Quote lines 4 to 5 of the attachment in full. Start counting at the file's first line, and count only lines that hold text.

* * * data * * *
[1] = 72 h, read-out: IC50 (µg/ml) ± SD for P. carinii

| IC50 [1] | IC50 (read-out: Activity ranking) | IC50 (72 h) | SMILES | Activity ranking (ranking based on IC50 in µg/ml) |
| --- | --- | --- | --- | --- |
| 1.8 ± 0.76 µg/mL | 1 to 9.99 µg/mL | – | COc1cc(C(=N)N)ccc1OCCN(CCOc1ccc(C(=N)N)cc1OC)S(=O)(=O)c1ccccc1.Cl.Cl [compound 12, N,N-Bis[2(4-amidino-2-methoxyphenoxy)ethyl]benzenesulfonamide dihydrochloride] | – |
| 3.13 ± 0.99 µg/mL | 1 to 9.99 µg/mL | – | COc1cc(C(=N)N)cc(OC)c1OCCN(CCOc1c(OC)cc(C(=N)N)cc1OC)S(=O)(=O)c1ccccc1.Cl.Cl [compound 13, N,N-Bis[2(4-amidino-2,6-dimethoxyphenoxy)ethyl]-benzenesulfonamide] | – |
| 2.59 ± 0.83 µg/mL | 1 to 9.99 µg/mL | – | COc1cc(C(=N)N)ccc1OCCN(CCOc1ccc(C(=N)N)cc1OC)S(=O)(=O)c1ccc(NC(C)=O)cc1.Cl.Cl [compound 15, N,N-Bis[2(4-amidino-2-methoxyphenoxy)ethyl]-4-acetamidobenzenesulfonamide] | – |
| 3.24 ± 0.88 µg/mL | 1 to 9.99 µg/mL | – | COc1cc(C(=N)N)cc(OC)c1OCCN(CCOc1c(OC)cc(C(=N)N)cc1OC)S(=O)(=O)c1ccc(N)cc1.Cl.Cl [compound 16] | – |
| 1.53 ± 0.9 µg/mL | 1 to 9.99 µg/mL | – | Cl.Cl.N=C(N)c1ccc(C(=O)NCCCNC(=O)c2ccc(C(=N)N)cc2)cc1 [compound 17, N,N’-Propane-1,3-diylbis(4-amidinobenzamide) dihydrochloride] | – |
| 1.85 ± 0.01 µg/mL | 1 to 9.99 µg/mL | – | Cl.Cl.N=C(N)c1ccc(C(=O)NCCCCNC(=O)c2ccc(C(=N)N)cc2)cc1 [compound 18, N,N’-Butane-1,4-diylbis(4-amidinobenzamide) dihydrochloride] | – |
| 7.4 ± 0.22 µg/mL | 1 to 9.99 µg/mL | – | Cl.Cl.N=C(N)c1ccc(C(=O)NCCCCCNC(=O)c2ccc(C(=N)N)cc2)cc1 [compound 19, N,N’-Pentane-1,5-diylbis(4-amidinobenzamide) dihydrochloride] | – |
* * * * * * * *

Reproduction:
| 1.8 ± 0.76 µg/mL | 1 to 9.99 µg/mL | – | COc1cc(C(=N)N)ccc1OCCN(CCOc1ccc(C(=N)N)cc1OC)S(=O)(=O)c1ccccc1.Cl.Cl [compound 12, N,N-Bis[2(4-amidino-2-methoxyphenoxy)ethyl]benzenesulfonamide dihydrochloride] | – |
| 3.13 ± 0.99 µg/mL | 1 to 9.99 µg/mL | – | COc1cc(C(=N)N)cc(OC)c1OCCN(CCOc1c(OC)cc(C(=N)N)cc1OC)S(=O)(=O)c1ccccc1.Cl.Cl [compound 13, N,N-Bis[2(4-amidino-2,6-dimethoxyphenoxy)ethyl]-benzenesulfonamide] | – |